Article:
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Mönchengladbach keeper makes penalty shoot out cheat sheet, doesn’t save any penalties

Ryan Bailey
Dirty Tackle

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Cheat sheets: usually intended to help you do something better (Bild)

Cheat sheets: usually intended to help you do something better (Bild)

During the World Cup 2006 quarterfinal penalty shoot out between Germany and Argentina, Jens Lehmann's stellar performance was attributed to a cheat sheet he kept stuffed under his shin pad, detailing the spot-kick habits of La Albiceleste's finest.

When Wednesday night's DFB Pokal semifinal between Borussia Mönchengladbach and Bayern Munich ended goalless after 120 minutes, Mönchengladbach shot stopper Marc-André ter Stegen attempted to replicate Lehmann's heroic feats, with a similar note prepared by goalkeeping coach Uwe Kamps.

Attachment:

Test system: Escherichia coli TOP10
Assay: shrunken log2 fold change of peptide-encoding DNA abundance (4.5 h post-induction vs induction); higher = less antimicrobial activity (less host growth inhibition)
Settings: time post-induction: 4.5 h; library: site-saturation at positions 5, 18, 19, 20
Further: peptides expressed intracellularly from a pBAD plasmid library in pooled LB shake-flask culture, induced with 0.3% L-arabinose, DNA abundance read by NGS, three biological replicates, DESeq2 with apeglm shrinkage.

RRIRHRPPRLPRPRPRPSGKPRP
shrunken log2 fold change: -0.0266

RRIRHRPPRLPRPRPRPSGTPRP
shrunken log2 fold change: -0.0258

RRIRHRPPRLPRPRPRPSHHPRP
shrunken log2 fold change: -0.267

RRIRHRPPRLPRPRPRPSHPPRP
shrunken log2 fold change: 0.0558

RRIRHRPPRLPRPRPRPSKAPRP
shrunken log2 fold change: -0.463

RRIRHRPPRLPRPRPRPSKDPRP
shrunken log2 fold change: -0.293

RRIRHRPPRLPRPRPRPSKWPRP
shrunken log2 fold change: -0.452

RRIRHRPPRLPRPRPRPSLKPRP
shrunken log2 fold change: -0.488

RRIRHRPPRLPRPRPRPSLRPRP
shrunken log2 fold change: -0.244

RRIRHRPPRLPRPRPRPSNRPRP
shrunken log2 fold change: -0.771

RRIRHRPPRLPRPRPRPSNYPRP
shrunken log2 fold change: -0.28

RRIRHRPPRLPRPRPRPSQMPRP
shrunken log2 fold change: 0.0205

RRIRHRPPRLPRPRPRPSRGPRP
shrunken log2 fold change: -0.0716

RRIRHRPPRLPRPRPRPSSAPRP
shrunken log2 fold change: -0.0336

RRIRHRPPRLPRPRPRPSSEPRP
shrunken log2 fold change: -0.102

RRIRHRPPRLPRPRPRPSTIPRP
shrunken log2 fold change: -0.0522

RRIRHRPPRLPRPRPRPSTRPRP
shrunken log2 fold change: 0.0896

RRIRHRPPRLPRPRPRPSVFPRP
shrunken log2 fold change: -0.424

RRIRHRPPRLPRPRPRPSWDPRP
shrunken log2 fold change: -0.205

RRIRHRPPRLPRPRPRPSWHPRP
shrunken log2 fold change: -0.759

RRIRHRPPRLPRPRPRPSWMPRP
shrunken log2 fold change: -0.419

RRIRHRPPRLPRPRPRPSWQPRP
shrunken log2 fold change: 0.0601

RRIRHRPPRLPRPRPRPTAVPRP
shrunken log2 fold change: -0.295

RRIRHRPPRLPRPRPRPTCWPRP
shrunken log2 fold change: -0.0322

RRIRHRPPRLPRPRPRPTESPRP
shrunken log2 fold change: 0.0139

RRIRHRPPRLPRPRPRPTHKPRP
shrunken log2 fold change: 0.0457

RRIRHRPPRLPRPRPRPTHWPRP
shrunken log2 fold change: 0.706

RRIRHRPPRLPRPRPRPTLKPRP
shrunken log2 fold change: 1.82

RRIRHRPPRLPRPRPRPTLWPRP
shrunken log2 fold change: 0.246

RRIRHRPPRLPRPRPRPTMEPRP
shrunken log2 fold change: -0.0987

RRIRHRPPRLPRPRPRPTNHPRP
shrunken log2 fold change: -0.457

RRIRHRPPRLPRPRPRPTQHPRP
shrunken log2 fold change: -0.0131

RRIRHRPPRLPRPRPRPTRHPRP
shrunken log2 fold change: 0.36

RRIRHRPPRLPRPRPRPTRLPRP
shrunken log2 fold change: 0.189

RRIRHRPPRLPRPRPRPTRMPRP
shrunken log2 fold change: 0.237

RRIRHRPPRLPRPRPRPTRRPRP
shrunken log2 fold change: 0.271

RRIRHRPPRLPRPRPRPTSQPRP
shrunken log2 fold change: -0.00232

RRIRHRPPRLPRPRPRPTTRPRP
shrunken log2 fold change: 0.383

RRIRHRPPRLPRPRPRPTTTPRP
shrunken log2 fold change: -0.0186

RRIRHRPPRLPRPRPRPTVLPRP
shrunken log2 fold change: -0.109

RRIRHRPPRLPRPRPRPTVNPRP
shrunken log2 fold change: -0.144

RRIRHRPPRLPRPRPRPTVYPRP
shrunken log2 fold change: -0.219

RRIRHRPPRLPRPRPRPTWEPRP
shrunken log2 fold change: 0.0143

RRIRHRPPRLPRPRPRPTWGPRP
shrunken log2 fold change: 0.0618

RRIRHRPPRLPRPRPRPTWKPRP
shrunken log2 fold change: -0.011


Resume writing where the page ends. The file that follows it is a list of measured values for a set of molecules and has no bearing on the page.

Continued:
Sadly, it didn't work out quite so well.

According to Bild, the note explained how David Alaba tends to shoot low and to the right (he did, but too powerfully to be saved), Franck Ribery usually smacks the ball up the middle (he didn't) and Thomas Müller often chooses careful placement over power (he had been subbed off earlier in the game). Ter Stegen didn't save a single spot kick, and probably would have been better off randomly guessing.

The moral? Never try to research or prepare for anything.

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